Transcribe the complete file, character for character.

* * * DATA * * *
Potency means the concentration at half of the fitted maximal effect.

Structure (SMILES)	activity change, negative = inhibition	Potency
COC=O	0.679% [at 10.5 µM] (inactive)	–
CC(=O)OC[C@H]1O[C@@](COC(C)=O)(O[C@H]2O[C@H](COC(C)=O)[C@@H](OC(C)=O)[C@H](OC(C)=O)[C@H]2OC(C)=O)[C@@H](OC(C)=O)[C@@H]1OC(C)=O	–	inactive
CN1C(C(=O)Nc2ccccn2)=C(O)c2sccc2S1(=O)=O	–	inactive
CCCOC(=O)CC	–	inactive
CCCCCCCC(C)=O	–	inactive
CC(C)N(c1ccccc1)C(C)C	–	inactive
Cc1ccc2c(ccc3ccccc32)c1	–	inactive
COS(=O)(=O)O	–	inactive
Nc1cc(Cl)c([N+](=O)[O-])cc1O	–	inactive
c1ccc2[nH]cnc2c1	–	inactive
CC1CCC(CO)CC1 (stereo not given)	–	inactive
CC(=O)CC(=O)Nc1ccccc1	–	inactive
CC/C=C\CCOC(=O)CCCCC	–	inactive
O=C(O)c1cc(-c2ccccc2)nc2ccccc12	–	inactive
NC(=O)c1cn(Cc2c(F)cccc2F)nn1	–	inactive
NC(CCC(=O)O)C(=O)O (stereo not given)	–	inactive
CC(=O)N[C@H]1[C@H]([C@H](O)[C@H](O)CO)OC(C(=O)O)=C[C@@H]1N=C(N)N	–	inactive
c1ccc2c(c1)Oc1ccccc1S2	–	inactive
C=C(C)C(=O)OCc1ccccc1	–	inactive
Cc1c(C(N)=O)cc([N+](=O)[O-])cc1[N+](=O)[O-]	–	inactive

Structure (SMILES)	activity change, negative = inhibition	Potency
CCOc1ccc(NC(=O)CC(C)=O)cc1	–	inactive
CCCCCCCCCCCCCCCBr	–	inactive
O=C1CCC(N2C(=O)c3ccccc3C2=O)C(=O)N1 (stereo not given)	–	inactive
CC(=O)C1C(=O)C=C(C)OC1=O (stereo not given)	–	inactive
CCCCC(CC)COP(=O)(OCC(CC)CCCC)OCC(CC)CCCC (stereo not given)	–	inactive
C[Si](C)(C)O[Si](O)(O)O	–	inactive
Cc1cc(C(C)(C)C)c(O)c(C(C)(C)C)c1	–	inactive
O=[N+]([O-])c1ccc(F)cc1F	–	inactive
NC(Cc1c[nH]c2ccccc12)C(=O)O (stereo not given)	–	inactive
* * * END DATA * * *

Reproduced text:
Potency means the concentration at half of the fitted maximal effect.

Structure (SMILES)	activity change, negative = inhibition	Potency
COC=O	0.679% [at 10.5 µM] (inactive)	–
CC(=O)OC[C@H]1O[C@@](COC(C)=O)(O[C@H]2O[C@H](COC(C)=O)[C@@H](OC(C)=O)[C@H](OC(C)=O)[C@H]2OC(C)=O)[C@@H](OC(C)=O)[C@@H]1OC(C)=O	–	inactive
CN1C(C(=O)Nc2ccccn2)=C(O)c2sccc2S1(=O)=O	–	inactive
CCCOC(=O)CC	–	inactive
CCCCCCCC(C)=O	–	inactive
CC(C)N(c1ccccc1)C(C)C	–	inactive
Cc1ccc2c(ccc3ccccc32)c1	–	inactive
COS(=O)(=O)O	–	inactive
Nc1cc(Cl)c([N+](=O)[O-])cc1O	–	inactive
c1ccc2[nH]cnc2c1	–	inactive
CC1CCC(CO)CC1 (stereo not given)	–	inactive
CC(=O)CC(=O)Nc1ccccc1	–	inactive
CC/C=C\CCOC(=O)CCCCC	–	inactive
O=C(O)c1cc(-c2ccccc2)nc2ccccc12	–	inactive
NC(=O)c1cn(Cc2c(F)cccc2F)nn1	–	inactive
NC(CCC(=O)O)C(=O)O (stereo not given)	–	inactive
CC(=O)N[C@H]1[C@H]([C@H](O)[C@H](O)CO)OC(C(=O)O)=C[C@@H]1N=C(N)N	–	inactive
c1ccc2c(c1)Oc1ccccc1S2	–	inactive
C=C(C)C(=O)OCc1ccccc1	–	inactive
Cc1c(C(N)=O)cc([N+](=O)[O-])cc1[N+](=O)[O-]	–	inactive

Structure (SMILES)	activity change, negative = inhibition	Potency
CCOc1ccc(NC(=O)CC(C)=O)cc1	–	inactive
CCCCCCCCCCCCCCCBr	–	inactive
O=C1CCC(N2C(=O)c3ccccc3C2=O)C(=O)N1 (stereo not given)	–	inactive
CC(=O)C1C(=O)C=C(C)OC1=O (stereo not given)	–	inactive
CCCCC(CC)COP(=O)(OCC(CC)CCCC)OCC(CC)CCCC (stereo not given)	–	inactive
C[Si](C)(C)O[Si](O)(O)O	–	inactive
Cc1cc(C(C)(C)C)c(O)c(C(C)(C)C)c1	–	inactive
O=[N+]([O-])c1ccc(F)cc1F	–	inactive
NC(Cc1c[nH]c2ccccc12)C(=O)O (stereo not given)	–	inactive